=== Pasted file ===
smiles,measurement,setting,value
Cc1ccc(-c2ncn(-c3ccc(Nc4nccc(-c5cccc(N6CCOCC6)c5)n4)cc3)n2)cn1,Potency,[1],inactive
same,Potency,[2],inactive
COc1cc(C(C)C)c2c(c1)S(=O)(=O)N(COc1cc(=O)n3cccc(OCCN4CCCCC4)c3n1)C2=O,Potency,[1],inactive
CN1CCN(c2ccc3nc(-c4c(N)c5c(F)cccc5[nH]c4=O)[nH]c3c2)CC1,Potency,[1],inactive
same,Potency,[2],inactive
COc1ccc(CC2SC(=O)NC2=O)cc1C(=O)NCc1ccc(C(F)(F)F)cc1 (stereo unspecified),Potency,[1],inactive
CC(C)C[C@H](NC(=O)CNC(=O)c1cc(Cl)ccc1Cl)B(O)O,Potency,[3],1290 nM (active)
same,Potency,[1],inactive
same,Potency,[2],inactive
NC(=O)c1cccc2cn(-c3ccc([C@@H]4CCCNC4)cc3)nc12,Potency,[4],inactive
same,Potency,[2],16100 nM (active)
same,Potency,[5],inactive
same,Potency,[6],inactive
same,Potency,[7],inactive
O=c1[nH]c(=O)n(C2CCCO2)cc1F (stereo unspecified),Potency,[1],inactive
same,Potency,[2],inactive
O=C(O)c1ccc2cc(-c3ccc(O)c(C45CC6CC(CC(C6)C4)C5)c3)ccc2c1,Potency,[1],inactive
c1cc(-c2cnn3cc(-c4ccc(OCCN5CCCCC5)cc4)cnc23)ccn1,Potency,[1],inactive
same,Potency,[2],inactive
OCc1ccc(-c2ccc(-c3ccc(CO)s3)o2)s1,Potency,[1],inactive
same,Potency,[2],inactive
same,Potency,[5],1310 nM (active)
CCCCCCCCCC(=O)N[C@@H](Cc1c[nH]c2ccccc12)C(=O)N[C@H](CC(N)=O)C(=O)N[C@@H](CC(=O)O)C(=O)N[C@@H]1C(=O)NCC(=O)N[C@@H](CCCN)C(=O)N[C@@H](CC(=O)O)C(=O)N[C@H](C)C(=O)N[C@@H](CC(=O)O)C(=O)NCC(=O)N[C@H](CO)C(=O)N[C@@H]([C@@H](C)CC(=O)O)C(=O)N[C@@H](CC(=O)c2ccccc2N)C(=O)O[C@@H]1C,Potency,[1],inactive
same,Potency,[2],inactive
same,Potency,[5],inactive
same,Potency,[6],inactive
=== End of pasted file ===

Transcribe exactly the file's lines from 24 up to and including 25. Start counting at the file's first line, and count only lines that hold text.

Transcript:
CCCCCCCCCC(=O)N[C@@H](Cc1c[nH]c2ccccc12)C(=O)N[C@H](CC(N)=O)C(=O)N[C@@H](CC(=O)O)C(=O)N[C@@H]1C(=O)NCC(=O)N[C@@H](CCCN)C(=O)N[C@@H](CC(=O)O)C(=O)N[C@H](C)C(=O)N[C@@H](CC(=O)O)C(=O)NCC(=O)N[C@H](CO)C(=O)N[C@@H]([C@@H](C)CC(=O)O)C(=O)N[C@@H](CC(=O)c2ccccc2N)C(=O)O[C@@H]1C,Potency,[1],inactive
same,Potency,[2],inactive